Many ambassadors visit our organization to introduce products and technologies developed from their country’s companies.

We tell them that where there is even the slightest business opportunity there is nothing that can stop us. What I mean is that we provide the proper business partners [through the database].

Major Korean companies find the necessary raw materials or components that they need directly. But there are limits to finding all of the components that they need.

For example, let’s say 10,000 parts are needed to manufacture an automobile. The conglomerates could get the main components locally. But because of the huge number of parts, they would have to seek out other parts elsewhere.

Our members travel around the world to find new materials and technologies that contribute to improving Korean companies’ final products.

What are this year’s major events organized by Koima?

As the only organization that represents importers, we are holding the Import Goods Fair in June at Coex, [southern Seoul]. The event is held for three days starting June 27.

We started this exhibition 17 years ago not only to introduce good quality overseas technologies and products to Korean businesses, but also to improve the relationship with other countries as it allows local businesses to meet with foreign diplomats.

This year, we are having 180 booths and next year we are expanding that number to 250. We are not only displaying the products of other countries but also including the countries’ cultures and tourism as a package.

When we think of trade, people tend to think of products. But it is more than that. Think of the first foreign missionaries that came here.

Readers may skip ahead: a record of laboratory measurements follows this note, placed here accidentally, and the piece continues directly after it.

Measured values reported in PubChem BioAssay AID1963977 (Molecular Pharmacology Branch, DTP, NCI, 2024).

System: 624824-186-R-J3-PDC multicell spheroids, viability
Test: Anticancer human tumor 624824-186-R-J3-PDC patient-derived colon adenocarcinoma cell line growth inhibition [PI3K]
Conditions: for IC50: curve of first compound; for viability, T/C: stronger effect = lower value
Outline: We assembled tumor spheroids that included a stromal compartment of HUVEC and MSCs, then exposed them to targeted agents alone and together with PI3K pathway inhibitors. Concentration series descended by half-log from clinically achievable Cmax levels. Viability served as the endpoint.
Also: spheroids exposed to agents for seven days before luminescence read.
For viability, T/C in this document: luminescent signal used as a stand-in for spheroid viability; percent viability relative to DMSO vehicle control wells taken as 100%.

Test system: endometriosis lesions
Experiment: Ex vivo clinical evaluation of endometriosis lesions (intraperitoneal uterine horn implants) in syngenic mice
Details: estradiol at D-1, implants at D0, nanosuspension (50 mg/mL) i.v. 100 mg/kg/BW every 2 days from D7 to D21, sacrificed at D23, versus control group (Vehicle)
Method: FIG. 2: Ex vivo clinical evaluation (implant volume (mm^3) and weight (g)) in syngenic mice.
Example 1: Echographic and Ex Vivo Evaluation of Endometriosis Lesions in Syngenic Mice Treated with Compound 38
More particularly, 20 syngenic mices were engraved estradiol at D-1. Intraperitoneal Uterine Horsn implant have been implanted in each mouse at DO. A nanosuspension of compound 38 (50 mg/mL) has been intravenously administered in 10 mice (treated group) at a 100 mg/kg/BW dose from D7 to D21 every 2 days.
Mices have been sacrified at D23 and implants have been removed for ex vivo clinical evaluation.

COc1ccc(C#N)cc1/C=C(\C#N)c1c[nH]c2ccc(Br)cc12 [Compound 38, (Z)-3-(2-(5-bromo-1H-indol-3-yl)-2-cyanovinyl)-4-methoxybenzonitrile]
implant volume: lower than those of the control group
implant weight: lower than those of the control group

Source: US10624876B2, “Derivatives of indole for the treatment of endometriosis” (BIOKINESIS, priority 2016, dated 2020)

Trading introduces not only the goods from a country but it also exposes a country’s politics, culture and education.

More and more consumers are purchasing goods directly through overseas platforms including Amazon instead of through local importers.

There’s been a negative view of imported consumer goods in Korea, especially luxury items. But I believe imports of consumer goods have actually contributed in not only improving the quality of life here but also inspired and raised the competitiveness of local industries.

Of course there have been some bad importers that have made unfair profits [by selling imported goods far beyond the prices sold abroad]. But major luxury brands like Chanel have given inspiration to local designers after being imported to Korea.

Also in the case of fruit - while today we are growing our own mangoes, we were able to learn about such tropical fruits through imports.

We have to continue to strategically imports goods that we don’t have.

Some people just see imports of consumer goods as bad and consider exports patriotic. I don’t agree.

Is protecting our own agricultural industry contributing to improving the life of farmers or fishermen?

What we need is, instead of focusing on simply protecting the agriculture and fishery industry by barricading imports, we need to add value to these industries by incorporating technology like that from Denmark or the Netherlands. This does not only apply to industries like farming, but to other industries as well.

We cannot protect basic industries as we will not be able to compete with other developing countries like Vietnam that has a larger workforce.

Instead, what we could do is add value to the products that we make through education and buildup of our own unique know-how.

There is no solution to be found from competing labor forces.